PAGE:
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Economy

It’ll be Difficult to Sell Proposed FG’s N22.7trn 40-year Bonds at 9%—BudgIT

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BudgIT 40-year bonds

By Dipo Olowookere

A Nigerian civic company, BudgIT, has said, based on findings, it would be difficult for the federal government to get buyers for the proposed securitisation of the N22.7 trillion overdrafts of the Central Bank of Nigeria (CBN) at 9 per cent per annum coupon rate.

President Muhammadu Buhari on Tuesday appealed to the National Assembly to reconsider his request to convert the ways and means into securities.

The bonds, to be sold to interested investors in local denomination, would have a maturity of 40 years at a coupon rate of 9 per cent.

Last week, the Senate rejected the proposal, pointing out that it must know what the government spent the money on.

The government violated the CBN act as regards the overdrafts as it was supposed to get 5 per cent of the revenue it generated in the previous fiscal year as ways and means, which must be paid back before another is given.

However, these requirements were not met by the federal government but the central bank, under the leadership of Mr Godwin Emefiele, went ahead to give more loans to the government to fund the budget deficits.

While signing the 2023 budget into law on Tuesday, Mr Buhari begged the parliament to approve the conversion of the loans to bonds to avoid the payment of an extra N1.8 trillion as interest.

“I have no intention to fetter the right of the National Assembly to interrogate the composition of this balance, which can still be done even after granting the requested approval.

“Failure to grant the securitization approval will, however, cost the Nigerian government about N1.8 trillion in additional interest in 2023, given the differential between the applicable interest rates, which is currently MPR plus 3 per cent, and the negotiated interest rate of 9 per cent and a 40-year repayment period on the securitised debt of the Ways and Means,” he had pointed out.

But BudgIT said the claims by Mr Buhari that the 40-year bonds would be sold at 9 per cent may not be totally true.

Business Post reports that the FGN savings bond currently being offered for sale by the Debt Management Office (DMO) has coupon rates higher than what the government is claiming.

The debt office is offering the 2-year FGN savings bond maturing on January 11, 2025, at 9.60 per cent and the 3-year paper maturing on January 11, 2026, at 10.60 per cent.

At the last FGN bonds held in December 2022, the debt office sold a 10-year bond at 14.75 per cent and a 20-year bond at 15.80 per cent. Based on this, it would most likely be difficult to lure investors to purchase 40-year bonds at 9 per cent when a shorter-tenor paper can be bought at almost double the coupon rate.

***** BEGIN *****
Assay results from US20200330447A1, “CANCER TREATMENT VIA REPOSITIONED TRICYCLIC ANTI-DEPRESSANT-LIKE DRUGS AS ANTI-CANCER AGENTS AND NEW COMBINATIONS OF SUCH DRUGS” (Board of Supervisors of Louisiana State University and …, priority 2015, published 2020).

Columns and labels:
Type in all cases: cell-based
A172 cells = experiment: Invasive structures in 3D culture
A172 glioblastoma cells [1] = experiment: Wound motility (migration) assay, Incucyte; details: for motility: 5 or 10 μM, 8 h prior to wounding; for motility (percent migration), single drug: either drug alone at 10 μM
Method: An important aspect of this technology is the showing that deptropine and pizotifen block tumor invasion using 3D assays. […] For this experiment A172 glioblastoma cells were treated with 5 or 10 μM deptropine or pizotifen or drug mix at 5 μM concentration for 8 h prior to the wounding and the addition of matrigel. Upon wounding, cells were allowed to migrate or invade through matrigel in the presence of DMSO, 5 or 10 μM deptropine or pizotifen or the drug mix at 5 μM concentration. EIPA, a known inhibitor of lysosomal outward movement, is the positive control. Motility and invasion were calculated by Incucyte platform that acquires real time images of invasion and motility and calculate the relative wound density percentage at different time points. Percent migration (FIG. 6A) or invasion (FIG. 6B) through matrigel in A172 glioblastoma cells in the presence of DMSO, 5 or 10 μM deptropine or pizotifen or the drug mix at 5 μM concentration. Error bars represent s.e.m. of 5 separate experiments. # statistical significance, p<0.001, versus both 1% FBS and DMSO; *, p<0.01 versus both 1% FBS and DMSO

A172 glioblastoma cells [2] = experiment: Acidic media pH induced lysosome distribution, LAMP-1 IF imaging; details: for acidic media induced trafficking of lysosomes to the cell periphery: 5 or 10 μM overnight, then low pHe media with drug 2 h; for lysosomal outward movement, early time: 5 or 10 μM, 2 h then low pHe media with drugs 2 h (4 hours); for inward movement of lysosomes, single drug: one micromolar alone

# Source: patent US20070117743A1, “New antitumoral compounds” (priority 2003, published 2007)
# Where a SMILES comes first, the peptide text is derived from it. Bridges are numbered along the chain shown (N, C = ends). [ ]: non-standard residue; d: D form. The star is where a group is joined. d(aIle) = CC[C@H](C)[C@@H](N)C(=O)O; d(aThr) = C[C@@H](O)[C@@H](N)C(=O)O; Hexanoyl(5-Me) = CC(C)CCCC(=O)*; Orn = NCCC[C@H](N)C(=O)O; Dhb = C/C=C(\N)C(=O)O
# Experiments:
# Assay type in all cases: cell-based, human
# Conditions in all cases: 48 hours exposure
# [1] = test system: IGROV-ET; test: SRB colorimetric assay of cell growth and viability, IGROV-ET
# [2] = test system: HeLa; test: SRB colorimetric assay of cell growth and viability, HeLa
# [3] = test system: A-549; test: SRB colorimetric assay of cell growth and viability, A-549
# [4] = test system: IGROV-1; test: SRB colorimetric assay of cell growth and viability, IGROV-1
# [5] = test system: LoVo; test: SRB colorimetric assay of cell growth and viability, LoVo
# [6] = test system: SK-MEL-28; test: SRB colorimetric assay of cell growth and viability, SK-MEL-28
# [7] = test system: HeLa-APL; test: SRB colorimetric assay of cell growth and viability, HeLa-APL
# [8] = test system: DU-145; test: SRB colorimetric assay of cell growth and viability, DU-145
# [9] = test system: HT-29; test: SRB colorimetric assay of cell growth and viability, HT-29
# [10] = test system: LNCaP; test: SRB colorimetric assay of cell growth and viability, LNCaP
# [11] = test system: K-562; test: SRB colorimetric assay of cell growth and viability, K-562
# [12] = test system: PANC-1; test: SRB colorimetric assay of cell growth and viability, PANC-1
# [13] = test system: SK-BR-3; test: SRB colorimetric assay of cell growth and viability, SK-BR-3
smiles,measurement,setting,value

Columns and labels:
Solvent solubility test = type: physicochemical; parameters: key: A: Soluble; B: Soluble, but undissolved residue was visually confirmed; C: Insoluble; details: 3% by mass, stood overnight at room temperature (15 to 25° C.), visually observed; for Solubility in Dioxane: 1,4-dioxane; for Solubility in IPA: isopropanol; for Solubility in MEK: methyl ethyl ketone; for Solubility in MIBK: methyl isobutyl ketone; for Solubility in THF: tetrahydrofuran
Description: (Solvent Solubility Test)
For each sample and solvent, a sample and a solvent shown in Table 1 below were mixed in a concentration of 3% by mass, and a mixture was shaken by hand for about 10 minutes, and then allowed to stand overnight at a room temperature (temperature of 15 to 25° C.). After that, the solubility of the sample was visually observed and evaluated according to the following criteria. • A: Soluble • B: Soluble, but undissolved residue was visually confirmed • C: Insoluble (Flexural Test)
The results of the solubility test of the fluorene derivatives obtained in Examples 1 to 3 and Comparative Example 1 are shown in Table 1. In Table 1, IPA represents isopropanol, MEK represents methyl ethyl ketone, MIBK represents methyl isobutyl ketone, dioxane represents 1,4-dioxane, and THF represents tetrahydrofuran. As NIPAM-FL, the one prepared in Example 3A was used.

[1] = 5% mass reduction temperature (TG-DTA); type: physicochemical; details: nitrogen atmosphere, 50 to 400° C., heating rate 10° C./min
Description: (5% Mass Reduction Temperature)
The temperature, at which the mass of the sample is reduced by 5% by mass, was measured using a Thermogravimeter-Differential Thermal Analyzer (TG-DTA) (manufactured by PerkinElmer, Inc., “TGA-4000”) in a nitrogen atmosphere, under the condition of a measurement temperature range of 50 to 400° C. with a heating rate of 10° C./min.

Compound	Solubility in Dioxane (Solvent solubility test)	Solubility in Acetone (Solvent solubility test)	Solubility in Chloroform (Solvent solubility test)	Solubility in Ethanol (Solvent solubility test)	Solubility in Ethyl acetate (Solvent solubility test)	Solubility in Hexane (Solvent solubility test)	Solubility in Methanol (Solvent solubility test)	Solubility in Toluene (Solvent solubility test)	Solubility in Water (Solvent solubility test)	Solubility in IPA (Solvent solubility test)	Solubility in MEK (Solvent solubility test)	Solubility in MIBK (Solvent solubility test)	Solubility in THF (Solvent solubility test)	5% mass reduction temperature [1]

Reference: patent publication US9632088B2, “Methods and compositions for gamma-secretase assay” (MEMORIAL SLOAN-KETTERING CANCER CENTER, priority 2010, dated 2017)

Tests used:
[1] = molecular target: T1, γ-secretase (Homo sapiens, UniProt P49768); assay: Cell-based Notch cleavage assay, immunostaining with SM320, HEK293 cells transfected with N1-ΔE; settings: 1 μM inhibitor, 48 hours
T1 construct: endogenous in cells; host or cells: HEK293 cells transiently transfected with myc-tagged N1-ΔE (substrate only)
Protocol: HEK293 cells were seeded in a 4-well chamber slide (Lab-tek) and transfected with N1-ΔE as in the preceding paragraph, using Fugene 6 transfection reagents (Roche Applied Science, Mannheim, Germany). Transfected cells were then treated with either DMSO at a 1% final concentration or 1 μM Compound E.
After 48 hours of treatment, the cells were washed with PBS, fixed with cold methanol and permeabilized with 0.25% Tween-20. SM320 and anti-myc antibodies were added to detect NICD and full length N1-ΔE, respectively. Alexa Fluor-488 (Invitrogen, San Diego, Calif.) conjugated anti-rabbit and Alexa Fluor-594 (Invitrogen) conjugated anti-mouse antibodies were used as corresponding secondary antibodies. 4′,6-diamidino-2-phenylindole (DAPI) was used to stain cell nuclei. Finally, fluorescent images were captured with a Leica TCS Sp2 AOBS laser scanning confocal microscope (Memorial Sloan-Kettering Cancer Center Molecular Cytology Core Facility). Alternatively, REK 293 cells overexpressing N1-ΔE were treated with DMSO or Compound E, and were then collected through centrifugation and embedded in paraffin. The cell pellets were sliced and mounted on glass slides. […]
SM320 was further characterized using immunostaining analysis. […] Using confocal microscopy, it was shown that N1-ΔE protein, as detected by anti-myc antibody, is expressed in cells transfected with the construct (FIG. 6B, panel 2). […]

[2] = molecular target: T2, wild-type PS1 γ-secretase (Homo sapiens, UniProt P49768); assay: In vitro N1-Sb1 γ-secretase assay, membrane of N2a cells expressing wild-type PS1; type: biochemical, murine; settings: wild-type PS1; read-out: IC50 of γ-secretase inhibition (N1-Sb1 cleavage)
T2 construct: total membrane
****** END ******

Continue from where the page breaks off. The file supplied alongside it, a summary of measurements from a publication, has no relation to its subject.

In a series of tweets via its official Twitter page on Thursday, BudgIT said it would be a herculean task for the government to get buyers for the bonds at the “specified rate.”

“@MBuhari has asked @nassnigeria to approve the securitization of FG’s N22.7tn debt to @cenbank, is it legal for @nassnigeria to approve the request of the FG to securitize the Ways & Means, which goes against the CBN Act?

Since 2015, the FG has asked @cenbank to provide advances to fund its fiscal deficit without any requirement for cost-cutting measures/fiscal control. The law stipulates that such advances should be limited to 5% of the previous year’s revenues. This law has not been followed.

“Also, Section 38 of the CBN Act mandates the FG to repay all advances made by the CBN to it at the end of the financial year in which the advances were received. Failure to repay the advances in full implies that the FG will not be eligible for further advances by the CBN.

“While FG has continuously breached the CBN Act, it now seeks the @nassnigeria’s approval to offload N22.7tn debt for 40 years at a 9% interest rate. Findings have shown that it will be difficult to sell such debt at the specified rate.

“Currently, the FG has been on a borrowing binge as domestic debt increased from N8.3tn in June 2015 to N21.6tn as of June 2022, & foreign debt rose from $10b in 2015 to $39.66b in 2022.

“Similarly, interest paid in Ways and Means (CBN Debt to FG) grew from N9.51b in 2017 to N1.22tn in 2021. In the meantime, the CBN’s new debt adds at least N2.5tn annually to Nigeria’s debt servicing costs.

“According to a recent MTF, Nigeria’s debt servicing cost is projected to reach N10tn in 2025. If National Assembly approves this action, FG’s public debt will rise from its current state by 59% – from $89.5b to $142 billion.

“In 2021, FG used 91% of its N4.64tn revenue to service public debt. Unless something drastic happens with revenue growth, the FG will spend more on servicing debt. This has implications for inflation, economic confidence, higher interest rates & weakened exchange rates.

“Is it legal for the National Assembly to approve the request of the Federal Government to securitise the Ways and Means, which is in clear breach of the CBN Act? More importantly, what were the borrowings used for?” the company asked.